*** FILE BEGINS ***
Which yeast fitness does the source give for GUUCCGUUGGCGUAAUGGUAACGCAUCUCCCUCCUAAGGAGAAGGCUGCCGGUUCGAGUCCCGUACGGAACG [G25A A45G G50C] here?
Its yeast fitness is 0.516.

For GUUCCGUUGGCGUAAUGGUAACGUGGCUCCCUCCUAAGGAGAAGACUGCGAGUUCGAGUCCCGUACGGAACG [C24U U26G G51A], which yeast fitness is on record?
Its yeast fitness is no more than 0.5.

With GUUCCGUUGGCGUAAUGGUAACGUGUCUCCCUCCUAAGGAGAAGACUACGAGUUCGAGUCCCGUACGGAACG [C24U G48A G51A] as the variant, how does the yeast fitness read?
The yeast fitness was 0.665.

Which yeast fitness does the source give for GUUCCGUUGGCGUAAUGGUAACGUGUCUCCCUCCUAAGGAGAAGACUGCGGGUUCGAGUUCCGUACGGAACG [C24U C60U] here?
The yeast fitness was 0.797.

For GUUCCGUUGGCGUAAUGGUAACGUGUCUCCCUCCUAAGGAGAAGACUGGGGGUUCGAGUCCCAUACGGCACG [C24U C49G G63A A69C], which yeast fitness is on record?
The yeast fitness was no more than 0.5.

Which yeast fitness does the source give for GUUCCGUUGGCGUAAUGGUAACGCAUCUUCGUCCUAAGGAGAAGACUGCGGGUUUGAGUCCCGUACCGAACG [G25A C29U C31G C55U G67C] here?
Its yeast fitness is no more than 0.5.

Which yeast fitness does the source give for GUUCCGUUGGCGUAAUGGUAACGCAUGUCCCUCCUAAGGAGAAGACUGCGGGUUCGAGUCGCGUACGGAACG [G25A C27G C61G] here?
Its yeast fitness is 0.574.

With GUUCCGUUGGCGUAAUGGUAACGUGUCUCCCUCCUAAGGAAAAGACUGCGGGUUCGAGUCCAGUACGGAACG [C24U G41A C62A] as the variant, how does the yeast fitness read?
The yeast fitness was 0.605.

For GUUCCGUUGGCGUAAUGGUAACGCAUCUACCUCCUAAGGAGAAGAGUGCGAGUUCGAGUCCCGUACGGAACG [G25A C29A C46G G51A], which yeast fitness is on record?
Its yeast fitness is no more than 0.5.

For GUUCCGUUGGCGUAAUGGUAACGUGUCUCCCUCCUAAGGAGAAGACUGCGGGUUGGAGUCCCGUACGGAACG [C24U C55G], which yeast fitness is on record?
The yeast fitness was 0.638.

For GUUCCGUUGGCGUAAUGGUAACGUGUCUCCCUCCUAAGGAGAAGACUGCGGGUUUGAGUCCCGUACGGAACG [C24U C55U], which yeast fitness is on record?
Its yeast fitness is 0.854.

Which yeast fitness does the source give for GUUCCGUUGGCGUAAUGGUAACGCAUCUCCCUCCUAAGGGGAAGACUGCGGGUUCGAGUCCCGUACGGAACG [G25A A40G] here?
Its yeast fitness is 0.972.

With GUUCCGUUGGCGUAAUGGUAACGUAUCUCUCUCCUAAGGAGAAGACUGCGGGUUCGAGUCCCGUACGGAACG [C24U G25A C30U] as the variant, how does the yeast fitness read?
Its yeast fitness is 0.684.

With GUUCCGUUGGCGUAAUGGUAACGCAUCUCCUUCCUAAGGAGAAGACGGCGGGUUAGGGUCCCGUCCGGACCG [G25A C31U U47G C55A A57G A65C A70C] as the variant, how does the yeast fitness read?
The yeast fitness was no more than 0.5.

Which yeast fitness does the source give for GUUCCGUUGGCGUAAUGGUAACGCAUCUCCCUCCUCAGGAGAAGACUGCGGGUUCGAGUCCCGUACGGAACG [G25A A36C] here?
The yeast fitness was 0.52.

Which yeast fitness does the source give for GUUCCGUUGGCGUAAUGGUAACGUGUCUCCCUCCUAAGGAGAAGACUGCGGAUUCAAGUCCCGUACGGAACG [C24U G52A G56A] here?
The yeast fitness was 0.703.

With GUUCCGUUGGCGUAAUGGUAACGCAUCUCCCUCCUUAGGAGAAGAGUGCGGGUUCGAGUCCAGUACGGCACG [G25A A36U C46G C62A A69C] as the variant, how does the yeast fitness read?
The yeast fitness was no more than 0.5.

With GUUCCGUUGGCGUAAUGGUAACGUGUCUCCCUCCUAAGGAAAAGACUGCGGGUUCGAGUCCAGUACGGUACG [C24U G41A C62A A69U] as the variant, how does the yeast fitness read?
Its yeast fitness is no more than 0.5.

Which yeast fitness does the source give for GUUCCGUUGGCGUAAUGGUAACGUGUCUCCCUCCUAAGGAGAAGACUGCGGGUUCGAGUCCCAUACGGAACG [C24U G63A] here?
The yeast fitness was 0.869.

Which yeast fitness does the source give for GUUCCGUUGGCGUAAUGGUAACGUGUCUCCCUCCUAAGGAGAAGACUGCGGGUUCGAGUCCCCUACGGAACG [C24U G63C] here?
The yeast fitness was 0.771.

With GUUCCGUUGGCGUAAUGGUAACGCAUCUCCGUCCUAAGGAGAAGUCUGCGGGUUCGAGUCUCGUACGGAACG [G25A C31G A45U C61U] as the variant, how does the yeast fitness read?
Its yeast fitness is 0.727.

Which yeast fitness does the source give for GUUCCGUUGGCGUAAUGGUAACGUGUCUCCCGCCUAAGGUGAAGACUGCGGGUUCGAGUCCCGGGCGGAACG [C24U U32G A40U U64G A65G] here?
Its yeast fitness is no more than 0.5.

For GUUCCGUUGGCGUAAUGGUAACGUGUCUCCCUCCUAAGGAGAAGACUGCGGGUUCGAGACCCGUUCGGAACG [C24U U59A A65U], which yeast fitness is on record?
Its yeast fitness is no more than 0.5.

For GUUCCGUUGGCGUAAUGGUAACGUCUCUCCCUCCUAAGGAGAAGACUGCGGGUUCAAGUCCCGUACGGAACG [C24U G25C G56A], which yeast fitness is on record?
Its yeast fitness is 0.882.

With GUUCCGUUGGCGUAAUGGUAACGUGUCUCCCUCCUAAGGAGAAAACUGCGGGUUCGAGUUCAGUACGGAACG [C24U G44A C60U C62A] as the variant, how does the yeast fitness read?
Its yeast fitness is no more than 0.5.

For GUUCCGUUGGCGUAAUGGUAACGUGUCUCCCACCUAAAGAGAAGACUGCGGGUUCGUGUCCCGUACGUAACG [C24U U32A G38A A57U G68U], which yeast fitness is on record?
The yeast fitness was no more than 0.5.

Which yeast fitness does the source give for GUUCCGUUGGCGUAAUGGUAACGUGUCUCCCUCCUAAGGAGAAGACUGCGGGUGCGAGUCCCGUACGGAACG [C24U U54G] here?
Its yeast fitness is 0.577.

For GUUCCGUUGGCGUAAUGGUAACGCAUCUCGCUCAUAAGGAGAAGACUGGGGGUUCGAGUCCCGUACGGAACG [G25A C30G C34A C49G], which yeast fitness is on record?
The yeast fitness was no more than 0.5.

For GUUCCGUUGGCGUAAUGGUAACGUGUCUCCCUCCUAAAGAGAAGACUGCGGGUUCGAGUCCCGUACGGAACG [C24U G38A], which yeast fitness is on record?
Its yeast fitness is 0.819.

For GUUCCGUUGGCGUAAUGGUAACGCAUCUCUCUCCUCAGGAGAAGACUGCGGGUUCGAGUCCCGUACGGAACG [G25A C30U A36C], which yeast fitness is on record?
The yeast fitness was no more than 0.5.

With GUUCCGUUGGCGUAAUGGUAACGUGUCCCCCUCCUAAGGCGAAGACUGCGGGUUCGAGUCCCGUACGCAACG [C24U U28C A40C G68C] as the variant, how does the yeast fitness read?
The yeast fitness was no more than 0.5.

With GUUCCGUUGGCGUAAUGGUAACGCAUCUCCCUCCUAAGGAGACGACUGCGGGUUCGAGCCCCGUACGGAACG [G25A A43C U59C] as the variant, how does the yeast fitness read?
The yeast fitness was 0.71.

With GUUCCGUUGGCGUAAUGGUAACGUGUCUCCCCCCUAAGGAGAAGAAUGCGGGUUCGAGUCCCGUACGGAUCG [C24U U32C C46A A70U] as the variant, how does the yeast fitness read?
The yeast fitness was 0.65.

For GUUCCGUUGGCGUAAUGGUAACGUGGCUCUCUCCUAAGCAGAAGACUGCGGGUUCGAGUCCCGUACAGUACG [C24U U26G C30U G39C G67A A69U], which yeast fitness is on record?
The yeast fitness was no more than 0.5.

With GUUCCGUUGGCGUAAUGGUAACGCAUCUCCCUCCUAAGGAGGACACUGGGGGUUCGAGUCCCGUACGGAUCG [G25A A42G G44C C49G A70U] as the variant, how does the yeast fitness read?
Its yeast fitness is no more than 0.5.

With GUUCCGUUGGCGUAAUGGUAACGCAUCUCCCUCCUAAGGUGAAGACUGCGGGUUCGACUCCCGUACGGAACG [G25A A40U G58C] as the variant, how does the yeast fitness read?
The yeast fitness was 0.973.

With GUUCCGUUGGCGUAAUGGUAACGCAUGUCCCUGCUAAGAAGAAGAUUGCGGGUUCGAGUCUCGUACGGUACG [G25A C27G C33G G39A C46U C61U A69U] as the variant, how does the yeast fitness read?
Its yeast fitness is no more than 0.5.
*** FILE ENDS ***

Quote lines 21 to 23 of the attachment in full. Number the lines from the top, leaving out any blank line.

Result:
For GUUCCGUUGGCGUAAUGGUAACGUGUCUCCCUCCUAAGGAGAAGACUGCGGGUUUGAGUCCCGUACGGAACG [C24U C55U], which yeast fitness is on record?
Its yeast fitness is 0.854.

Which yeast fitness does the source give for GUUCCGUUGGCGUAAUGGUAACGCAUCUCCCUCCUAAGGGGAAGACUGCGGGUUCGAGUCCCGUACGGAACG [G25A A40G] here?